In Review: Starfire #6

This is the gold standard for fun and action in comics.

The covers: The Main cover shows the title character splendidly. Starfire stands powered up, her flaming hair whipping around her, giving off embers that float skyward, while her visage is fierce. Excellent image from Amanda Conner & Paul Mounts. This is poster and print worthy (and would also look terrific as a statue, HINT DC! ). The colors by Mounts make this image sizzle. The second cover is a fun Looney Tunes Variant by Emanuela Lupacchino, Tomeu Morey, & Spike Brandt. It’s a turnaround cover with Koriand’r holding Pepe Le Pew in an embrace on a beach, with the polecat struggling to escape being touched by her lips. It’s funny and looks terrific. Overall grades: Main A+ and Looney Tunes Variant A

The story: Some time is spent with Maria and Sol on a date and its results, before moving forward a few hours when both are put on call to go out into a storm. It’s revealed that this is what Sol Gomez is thinking of after being knocked out last issue. As he comes to he sees Koriand’r  punching out Soren, who goes flying into the pool. Starfire leaps into the water and begins to throttle the man underwater, seeking to kill him. However, this allows the man to lock eyes with her and she begins to see all the bodies he’s left in his wake, which have been shown teasingly since this series began. This book continues to impress for all that it accomplishes so smoothly without feeling like anything is rushed or left out. Co-writers Amanda Conner & Jimmy Palmiotti are able to have a couple’s moment, some momentary resolution with the Soren storyline, some bonding between Sol and Kori, and a major action sequence that resolves neatly (though is left with a possibility of a return), and a tremendous cliffhanger with the arrival of someone from Kori’s past. This is a lot to cover in twenty pages, and not once is any part of the story tedious: every bit is necessary to each character and the overall arc. The two are also able to have a nice bit of humor in some scenes and maintain Kori’s wonderful innocence. This should be a model for other writers on how to write a perfect super hero book. Overall grade: A+

The art: Without a doubt, Emanuela Lupacchino is one of the best artists and Ray McCarthy one of the best inkers. Together these two are stellar. The first panel contains a scene not often shown in comics, a couple dancing at a formal occasion. The characters look great, both are very attractive, and the setting is highly detailed. A thin panel follows with the pair in a very different location, which is then followed by another setting entirely. The characters are consistent and the settings perfect. When Kori first appears she’s smacking Soren out and then flashes into his past. Even without reading the text, the expression on her face in the fourth panel on Page 4 tells the reader that something important is occurring. A nine panel page follows, showing the death that has followed Soren’s path. There is not text for these scenes, nor is any needed, for the art communicates the horrors perfectly. As in previous issues, Kori has thought balloons that illustrate the confusing idioms she hears and they continue to delight. Kragg’s arrival begins a quick slugfest that has both combatants looking excellent. The first three panels of Page 17 are very cool: they constitute one image, but are split into long vertical panels to emphasize the speed that the characters are employing. The second panel on 18 is the super hero shot of the book with Starfire doing something that shouldn’t be possible. This may sound cruel, but I hope that DC has chained down Lupacchino and McCarthy so they’re not separated and they stay on this book for as long as possible. Overall grade: A+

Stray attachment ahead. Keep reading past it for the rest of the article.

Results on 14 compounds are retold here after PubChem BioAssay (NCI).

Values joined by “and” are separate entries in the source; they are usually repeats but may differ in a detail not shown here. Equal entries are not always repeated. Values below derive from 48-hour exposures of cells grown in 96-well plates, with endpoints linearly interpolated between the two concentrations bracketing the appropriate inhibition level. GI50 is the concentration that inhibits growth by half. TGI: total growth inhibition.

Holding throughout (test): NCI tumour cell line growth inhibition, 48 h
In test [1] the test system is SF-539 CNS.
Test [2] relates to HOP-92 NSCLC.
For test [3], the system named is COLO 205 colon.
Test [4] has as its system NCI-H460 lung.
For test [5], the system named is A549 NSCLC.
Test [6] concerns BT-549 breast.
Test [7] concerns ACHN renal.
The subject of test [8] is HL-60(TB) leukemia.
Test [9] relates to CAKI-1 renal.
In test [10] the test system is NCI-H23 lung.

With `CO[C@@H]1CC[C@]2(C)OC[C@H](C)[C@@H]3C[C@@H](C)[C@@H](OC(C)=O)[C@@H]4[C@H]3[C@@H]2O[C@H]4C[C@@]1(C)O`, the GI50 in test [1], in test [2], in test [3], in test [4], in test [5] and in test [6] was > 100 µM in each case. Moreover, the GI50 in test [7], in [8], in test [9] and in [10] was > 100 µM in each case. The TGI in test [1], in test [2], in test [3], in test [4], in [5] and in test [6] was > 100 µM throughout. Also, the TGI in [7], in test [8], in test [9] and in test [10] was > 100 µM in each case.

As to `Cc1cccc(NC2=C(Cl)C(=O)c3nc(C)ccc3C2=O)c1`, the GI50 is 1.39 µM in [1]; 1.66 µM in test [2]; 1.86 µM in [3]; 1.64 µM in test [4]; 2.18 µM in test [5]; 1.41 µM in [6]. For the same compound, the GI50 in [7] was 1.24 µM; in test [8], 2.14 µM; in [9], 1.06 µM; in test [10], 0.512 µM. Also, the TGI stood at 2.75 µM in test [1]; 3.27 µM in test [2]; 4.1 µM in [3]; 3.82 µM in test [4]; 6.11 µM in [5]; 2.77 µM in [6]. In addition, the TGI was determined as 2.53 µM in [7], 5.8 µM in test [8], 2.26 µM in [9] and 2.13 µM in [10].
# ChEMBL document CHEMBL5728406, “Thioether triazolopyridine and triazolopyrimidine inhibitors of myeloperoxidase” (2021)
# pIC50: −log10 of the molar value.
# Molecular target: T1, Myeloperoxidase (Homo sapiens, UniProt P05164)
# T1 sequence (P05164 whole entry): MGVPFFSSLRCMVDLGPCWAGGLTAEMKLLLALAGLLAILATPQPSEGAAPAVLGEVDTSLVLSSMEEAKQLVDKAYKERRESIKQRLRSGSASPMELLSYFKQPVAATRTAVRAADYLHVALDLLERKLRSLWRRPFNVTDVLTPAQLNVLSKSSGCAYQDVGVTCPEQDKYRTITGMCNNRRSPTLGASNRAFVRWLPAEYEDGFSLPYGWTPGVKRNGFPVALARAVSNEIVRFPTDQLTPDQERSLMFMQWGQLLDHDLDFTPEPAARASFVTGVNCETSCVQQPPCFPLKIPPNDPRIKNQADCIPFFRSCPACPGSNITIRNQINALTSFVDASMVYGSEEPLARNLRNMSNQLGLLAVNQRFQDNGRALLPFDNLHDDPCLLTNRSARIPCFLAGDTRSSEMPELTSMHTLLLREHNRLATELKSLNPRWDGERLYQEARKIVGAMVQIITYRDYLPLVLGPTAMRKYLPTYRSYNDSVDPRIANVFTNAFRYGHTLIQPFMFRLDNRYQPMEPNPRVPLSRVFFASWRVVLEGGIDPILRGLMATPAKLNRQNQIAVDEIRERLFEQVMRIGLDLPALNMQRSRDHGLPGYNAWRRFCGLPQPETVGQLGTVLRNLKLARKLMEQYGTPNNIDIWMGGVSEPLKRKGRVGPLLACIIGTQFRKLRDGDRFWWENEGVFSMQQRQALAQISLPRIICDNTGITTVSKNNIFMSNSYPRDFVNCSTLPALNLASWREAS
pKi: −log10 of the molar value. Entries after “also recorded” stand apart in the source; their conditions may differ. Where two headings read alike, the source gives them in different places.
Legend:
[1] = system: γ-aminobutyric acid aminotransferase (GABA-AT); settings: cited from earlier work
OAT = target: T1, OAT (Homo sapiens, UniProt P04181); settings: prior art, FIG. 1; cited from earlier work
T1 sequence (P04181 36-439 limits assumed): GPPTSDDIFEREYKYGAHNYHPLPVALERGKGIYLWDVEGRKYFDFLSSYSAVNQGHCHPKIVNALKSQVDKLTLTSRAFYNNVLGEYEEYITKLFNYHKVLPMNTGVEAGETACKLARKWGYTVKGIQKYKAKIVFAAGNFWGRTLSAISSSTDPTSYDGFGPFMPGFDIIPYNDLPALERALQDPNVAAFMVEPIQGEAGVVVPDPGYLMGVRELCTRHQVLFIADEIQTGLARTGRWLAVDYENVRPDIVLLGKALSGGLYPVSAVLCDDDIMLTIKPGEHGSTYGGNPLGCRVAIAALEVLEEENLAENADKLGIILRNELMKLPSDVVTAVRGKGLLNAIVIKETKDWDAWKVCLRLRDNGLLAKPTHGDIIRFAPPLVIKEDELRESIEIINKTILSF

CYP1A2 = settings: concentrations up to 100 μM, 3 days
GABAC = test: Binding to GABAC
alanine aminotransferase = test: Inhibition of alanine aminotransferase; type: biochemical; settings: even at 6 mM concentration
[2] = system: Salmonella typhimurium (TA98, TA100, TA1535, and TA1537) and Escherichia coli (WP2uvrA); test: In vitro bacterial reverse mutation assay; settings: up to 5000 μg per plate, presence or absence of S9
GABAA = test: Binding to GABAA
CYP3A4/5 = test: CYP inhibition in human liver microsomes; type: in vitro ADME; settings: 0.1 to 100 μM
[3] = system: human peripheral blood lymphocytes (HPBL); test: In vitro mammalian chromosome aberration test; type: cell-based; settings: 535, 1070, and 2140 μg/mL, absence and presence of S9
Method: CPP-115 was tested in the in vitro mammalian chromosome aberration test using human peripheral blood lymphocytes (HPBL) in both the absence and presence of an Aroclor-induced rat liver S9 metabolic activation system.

The colors: For the longest time I’ve gone on about the sensational skills of Hi-Fi. This book shows why my praise hasn’t been hollow. Look at the incredible work in the first panel of the first page: the outfit on Maria, the curtains, the other characters’ clothes, they all look sensational. The second panel shows a different location with a major shift in colors with greens and blues being wonderfully dominant. Look at the evening sky done on Pages 2 and 3. Who wouldn’t want to live where the night sky looks like that? The coloring of characters’ skin is also superb, with Kori being the standout with her golden flesh tones, but the pale blue of Kragg is just as impressive. Hi-Fi continues to show them at the top of their game. Overall grade: A+

The letters: Chapter titles (Boy, do I love these!), dialogue, yells, inner monologues, a weak awakening, opening title and credits, sounds, computer speak, and next issue’s tease are crafted by Tom Napolitano. I love all that he does, but his creativity with some elements, such as the chapter titles and that outstanding computer font, add just another way this book is visually pleasing. Overall grade: A+

The final line: This is the gold standard for fun and action in comics. Incredible characters and lots of action make this a winning book, time and time again. This is the book you show people who have never read a comic. Recommended. Overall grade: A+ 

Patrick Hayes was a contributor to the Comic Buyer’s Guide for several years with “It’s Bound to Happen!” and he’s reviewed comics for TrekWeb and TrekCore. He’s taught 8th graders English for 20 years and has taught high school English for five years and counting. He reads everything as often as he can, when not grading papers or looking up Star Trek, Star Wars, or Indiana Jones items online.

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